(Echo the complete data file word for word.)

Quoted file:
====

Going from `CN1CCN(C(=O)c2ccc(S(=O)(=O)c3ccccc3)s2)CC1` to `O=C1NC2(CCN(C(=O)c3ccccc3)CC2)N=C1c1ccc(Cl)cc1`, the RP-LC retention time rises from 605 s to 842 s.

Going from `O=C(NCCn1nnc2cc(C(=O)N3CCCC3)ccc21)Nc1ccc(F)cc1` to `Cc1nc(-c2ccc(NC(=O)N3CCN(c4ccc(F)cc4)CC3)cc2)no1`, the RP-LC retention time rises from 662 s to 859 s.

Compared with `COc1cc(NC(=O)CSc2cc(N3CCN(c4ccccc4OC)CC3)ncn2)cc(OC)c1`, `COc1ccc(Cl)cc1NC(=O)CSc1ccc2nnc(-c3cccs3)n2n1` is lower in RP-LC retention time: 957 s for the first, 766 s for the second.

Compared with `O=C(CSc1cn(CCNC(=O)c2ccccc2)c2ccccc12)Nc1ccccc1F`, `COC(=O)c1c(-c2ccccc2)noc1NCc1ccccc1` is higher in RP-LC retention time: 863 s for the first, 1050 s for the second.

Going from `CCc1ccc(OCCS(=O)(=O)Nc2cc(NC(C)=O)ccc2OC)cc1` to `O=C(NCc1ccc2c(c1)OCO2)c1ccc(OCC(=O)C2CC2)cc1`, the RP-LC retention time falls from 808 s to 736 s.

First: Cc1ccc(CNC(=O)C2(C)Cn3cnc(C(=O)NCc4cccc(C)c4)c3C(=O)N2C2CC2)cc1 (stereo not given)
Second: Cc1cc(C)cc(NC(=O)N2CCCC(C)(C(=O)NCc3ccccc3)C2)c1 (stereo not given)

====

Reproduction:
Going from `CN1CCN(C(=O)c2ccc(S(=O)(=O)c3ccccc3)s2)CC1` to `O=C1NC2(CCN(C(=O)c3ccccc3)CC2)N=C1c1ccc(Cl)cc1`, the RP-LC retention time rises from 605 s to 842 s.

Going from `O=C(NCCn1nnc2cc(C(=O)N3CCCC3)ccc21)Nc1ccc(F)cc1` to `Cc1nc(-c2ccc(NC(=O)N3CCN(c4ccc(F)cc4)CC3)cc2)no1`, the RP-LC retention time rises from 662 s to 859 s.

Compared with `COc1cc(NC(=O)CSc2cc(N3CCN(c4ccccc4OC)CC3)ncn2)cc(OC)c1`, `COc1ccc(Cl)cc1NC(=O)CSc1ccc2nnc(-c3cccs3)n2n1` is lower in RP-LC retention time: 957 s for the first, 766 s for the second.

Compared with `O=C(CSc1cn(CCNC(=O)c2ccccc2)c2ccccc12)Nc1ccccc1F`, `COC(=O)c1c(-c2ccccc2)noc1NCc1ccccc1` is higher in RP-LC retention time: 863 s for the first, 1050 s for the second.

Going from `CCc1ccc(OCCS(=O)(=O)Nc2cc(NC(C)=O)ccc2OC)cc1` to `O=C(NCc1ccc2c(c1)OCO2)c1ccc(OCC(=O)C2CC2)cc1`, the RP-LC retention time falls from 808 s to 736 s.

First: Cc1ccc(CNC(=O)C2(C)Cn3cnc(C(=O)NCc4cccc(C)c4)c3C(=O)N2C2CC2)cc1 (stereo not given)
Second: Cc1cc(C)cc(NC(=O)N2CCCC(C)(C(=O)NCc3ccccc3)C2)c1 (stereo not given)